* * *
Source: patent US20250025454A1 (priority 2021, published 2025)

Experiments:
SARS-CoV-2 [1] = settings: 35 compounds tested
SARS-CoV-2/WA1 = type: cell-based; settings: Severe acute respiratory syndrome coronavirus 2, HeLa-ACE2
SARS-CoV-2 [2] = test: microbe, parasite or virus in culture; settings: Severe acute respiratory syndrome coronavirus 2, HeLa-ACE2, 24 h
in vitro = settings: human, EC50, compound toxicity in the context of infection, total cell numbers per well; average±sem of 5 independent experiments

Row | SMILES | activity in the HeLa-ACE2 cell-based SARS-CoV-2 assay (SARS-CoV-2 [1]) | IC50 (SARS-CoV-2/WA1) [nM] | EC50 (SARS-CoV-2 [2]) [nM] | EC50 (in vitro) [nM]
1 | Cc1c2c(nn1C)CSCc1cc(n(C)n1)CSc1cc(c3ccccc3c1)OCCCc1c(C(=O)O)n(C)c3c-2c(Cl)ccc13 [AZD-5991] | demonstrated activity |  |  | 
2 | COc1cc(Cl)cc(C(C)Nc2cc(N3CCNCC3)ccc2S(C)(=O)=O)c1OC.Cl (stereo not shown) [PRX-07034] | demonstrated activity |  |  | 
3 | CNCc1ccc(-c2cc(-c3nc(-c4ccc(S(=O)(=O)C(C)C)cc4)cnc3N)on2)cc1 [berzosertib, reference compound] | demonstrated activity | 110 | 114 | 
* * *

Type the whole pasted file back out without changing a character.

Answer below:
Source: patent US20250025454A1 (priority 2021, published 2025)

Experiments:
SARS-CoV-2 [1] = settings: 35 compounds tested
SARS-CoV-2/WA1 = type: cell-based; settings: Severe acute respiratory syndrome coronavirus 2, HeLa-ACE2
SARS-CoV-2 [2] = test: microbe, parasite or virus in culture; settings: Severe acute respiratory syndrome coronavirus 2, HeLa-ACE2, 24 h
in vitro = settings: human, EC50, compound toxicity in the context of infection, total cell numbers per well; average±sem of 5 independent experiments

Row | SMILES | activity in the HeLa-ACE2 cell-based SARS-CoV-2 assay (SARS-CoV-2 [1]) | IC50 (SARS-CoV-2/WA1) [nM] | EC50 (SARS-CoV-2 [2]) [nM] | EC50 (in vitro) [nM]
1 | Cc1c2c(nn1C)CSCc1cc(n(C)n1)CSc1cc(c3ccccc3c1)OCCCc1c(C(=O)O)n(C)c3c-2c(Cl)ccc13 [AZD-5991] | demonstrated activity |  |  | 
2 | COc1cc(Cl)cc(C(C)Nc2cc(N3CCNCC3)ccc2S(C)(=O)=O)c1OC.Cl (stereo not shown) [PRX-07034] | demonstrated activity |  |  | 
3 | CNCc1ccc(-c2cc(-c3nc(-c4ccc(S(=O)(=O)C(C)C)cc4)cnc3N)on2)cc1 [berzosertib, reference compound] | demonstrated activity | 110 | 114 | 